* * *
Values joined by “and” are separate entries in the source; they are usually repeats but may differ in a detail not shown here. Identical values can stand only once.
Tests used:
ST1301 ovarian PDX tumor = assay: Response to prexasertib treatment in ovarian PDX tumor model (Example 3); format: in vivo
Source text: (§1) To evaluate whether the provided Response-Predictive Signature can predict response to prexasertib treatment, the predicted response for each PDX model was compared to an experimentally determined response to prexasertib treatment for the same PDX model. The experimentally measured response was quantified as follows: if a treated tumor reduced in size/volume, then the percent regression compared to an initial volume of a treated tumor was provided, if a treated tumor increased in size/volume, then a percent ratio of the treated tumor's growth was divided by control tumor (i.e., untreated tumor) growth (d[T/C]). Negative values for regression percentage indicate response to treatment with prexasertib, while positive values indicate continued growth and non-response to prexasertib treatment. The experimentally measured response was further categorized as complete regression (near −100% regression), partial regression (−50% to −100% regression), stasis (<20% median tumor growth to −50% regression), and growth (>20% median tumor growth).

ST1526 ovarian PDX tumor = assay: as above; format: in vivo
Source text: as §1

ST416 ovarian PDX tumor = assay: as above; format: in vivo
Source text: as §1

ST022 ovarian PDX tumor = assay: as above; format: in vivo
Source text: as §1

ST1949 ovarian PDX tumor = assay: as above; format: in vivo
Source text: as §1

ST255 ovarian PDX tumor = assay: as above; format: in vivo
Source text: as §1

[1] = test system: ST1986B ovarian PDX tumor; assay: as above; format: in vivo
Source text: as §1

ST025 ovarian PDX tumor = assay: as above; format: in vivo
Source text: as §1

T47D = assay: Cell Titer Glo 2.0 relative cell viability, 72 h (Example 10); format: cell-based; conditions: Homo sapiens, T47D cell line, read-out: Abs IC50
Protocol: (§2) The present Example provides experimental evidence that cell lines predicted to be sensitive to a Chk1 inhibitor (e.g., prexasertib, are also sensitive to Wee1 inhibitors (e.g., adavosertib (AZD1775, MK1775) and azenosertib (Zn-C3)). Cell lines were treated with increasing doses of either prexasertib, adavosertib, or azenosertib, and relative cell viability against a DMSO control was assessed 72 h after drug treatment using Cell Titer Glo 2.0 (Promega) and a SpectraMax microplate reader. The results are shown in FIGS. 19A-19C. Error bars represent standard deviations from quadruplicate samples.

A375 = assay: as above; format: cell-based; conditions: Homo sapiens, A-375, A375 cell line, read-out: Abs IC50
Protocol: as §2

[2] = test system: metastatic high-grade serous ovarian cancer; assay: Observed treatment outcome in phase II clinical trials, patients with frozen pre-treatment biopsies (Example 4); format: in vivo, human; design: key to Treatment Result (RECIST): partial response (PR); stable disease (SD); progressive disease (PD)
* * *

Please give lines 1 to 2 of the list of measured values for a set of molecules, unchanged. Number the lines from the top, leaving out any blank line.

Values joined by “and” are separate entries in the source; they are usually repeats but may differ in a detail not shown here. Identical values can stand only once.
Tests used: